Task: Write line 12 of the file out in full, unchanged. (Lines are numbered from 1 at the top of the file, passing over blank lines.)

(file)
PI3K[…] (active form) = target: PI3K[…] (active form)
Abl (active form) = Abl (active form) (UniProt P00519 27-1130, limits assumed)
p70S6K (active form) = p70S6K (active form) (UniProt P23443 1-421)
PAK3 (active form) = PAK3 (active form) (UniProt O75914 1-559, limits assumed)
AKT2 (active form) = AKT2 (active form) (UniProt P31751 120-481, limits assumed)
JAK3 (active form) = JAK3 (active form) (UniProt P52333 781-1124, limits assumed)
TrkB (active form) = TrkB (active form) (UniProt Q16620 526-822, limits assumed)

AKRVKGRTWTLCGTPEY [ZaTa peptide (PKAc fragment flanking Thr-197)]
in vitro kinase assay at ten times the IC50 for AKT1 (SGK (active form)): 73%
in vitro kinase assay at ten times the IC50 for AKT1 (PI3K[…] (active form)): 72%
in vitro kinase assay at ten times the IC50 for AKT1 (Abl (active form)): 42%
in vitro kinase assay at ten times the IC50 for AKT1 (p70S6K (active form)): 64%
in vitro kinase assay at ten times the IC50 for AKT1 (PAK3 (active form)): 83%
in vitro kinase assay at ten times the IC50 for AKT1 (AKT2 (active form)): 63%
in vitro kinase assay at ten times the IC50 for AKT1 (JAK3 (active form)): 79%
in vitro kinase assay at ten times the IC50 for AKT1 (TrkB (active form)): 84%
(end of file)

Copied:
in vitro kinase assay at ten times the IC50 for AKT1 (p70S6K (active form)): 64%